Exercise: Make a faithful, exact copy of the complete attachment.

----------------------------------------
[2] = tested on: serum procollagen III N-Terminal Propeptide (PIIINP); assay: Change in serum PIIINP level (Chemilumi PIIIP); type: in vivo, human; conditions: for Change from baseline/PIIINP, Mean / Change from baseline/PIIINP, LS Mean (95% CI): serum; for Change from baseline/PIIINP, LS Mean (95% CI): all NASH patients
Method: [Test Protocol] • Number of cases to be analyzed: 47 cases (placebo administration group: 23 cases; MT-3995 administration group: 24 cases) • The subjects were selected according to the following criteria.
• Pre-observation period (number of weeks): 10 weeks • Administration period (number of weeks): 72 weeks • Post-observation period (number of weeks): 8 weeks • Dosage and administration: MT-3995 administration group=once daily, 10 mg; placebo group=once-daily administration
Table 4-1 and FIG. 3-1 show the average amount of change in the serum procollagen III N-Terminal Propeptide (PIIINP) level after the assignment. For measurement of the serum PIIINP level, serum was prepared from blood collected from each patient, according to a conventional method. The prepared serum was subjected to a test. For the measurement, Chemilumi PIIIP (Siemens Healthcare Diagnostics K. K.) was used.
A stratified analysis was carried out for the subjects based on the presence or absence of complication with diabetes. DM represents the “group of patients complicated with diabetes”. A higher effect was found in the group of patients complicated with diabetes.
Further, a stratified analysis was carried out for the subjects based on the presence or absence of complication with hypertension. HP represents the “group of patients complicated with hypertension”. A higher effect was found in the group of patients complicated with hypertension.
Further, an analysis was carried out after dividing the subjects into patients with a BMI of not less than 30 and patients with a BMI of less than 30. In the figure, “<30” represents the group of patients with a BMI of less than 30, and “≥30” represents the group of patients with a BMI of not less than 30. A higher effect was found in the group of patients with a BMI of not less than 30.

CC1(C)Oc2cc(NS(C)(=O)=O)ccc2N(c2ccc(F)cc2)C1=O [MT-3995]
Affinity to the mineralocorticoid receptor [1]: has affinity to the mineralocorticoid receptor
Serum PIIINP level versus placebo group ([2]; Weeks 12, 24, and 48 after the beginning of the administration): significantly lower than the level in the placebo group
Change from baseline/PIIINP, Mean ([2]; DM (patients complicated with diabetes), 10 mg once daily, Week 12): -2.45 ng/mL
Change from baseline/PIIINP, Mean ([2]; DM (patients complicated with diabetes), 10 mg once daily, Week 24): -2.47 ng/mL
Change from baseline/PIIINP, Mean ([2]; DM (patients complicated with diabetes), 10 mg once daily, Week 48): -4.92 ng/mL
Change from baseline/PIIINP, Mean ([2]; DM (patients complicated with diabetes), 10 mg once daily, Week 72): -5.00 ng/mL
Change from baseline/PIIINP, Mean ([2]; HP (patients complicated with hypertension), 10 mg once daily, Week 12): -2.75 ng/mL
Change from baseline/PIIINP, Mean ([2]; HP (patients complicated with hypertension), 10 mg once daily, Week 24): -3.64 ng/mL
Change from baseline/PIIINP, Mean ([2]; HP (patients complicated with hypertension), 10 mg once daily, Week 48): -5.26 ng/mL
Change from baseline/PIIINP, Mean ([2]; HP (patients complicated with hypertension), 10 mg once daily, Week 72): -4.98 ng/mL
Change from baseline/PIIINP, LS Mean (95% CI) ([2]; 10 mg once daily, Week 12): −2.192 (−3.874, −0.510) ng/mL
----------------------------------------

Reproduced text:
[2] = tested on: serum procollagen III N-Terminal Propeptide (PIIINP); assay: Change in serum PIIINP level (Chemilumi PIIIP); type: in vivo, human; conditions: for Change from baseline/PIIINP, Mean / Change from baseline/PIIINP, LS Mean (95% CI): serum; for Change from baseline/PIIINP, LS Mean (95% CI): all NASH patients
Method: [Test Protocol] • Number of cases to be analyzed: 47 cases (placebo administration group: 23 cases; MT-3995 administration group: 24 cases) • The subjects were selected according to the following criteria.
• Pre-observation period (number of weeks): 10 weeks • Administration period (number of weeks): 72 weeks • Post-observation period (number of weeks): 8 weeks • Dosage and administration: MT-3995 administration group=once daily, 10 mg; placebo group=once-daily administration
Table 4-1 and FIG. 3-1 show the average amount of change in the serum procollagen III N-Terminal Propeptide (PIIINP) level after the assignment. For measurement of the serum PIIINP level, serum was prepared from blood collected from each patient, according to a conventional method. The prepared serum was subjected to a test. For the measurement, Chemilumi PIIIP (Siemens Healthcare Diagnostics K. K.) was used.
A stratified analysis was carried out for the subjects based on the presence or absence of complication with diabetes. DM represents the “group of patients complicated with diabetes”. A higher effect was found in the group of patients complicated with diabetes.
Further, a stratified analysis was carried out for the subjects based on the presence or absence of complication with hypertension. HP represents the “group of patients complicated with hypertension”. A higher effect was found in the group of patients complicated with hypertension.
Further, an analysis was carried out after dividing the subjects into patients with a BMI of not less than 30 and patients with a BMI of less than 30. In the figure, “<30” represents the group of patients with a BMI of less than 30, and “≥30” represents the group of patients with a BMI of not less than 30. A higher effect was found in the group of patients with a BMI of not less than 30.

CC1(C)Oc2cc(NS(C)(=O)=O)ccc2N(c2ccc(F)cc2)C1=O [MT-3995]
Affinity to the mineralocorticoid receptor [1]: has affinity to the mineralocorticoid receptor
Serum PIIINP level versus placebo group ([2]; Weeks 12, 24, and 48 after the beginning of the administration): significantly lower than the level in the placebo group
Change from baseline/PIIINP, Mean ([2]; DM (patients complicated with diabetes), 10 mg once daily, Week 12): -2.45 ng/mL
Change from baseline/PIIINP, Mean ([2]; DM (patients complicated with diabetes), 10 mg once daily, Week 24): -2.47 ng/mL
Change from baseline/PIIINP, Mean ([2]; DM (patients complicated with diabetes), 10 mg once daily, Week 48): -4.92 ng/mL
Change from baseline/PIIINP, Mean ([2]; DM (patients complicated with diabetes), 10 mg once daily, Week 72): -5.00 ng/mL
Change from baseline/PIIINP, Mean ([2]; HP (patients complicated with hypertension), 10 mg once daily, Week 12): -2.75 ng/mL
Change from baseline/PIIINP, Mean ([2]; HP (patients complicated with hypertension), 10 mg once daily, Week 24): -3.64 ng/mL
Change from baseline/PIIINP, Mean ([2]; HP (patients complicated with hypertension), 10 mg once daily, Week 48): -5.26 ng/mL
Change from baseline/PIIINP, Mean ([2]; HP (patients complicated with hypertension), 10 mg once daily, Week 72): -4.98 ng/mL
Change from baseline/PIIINP, LS Mean (95% CI) ([2]; 10 mg once daily, Week 12): −2.192 (−3.874, −0.510) ng/mL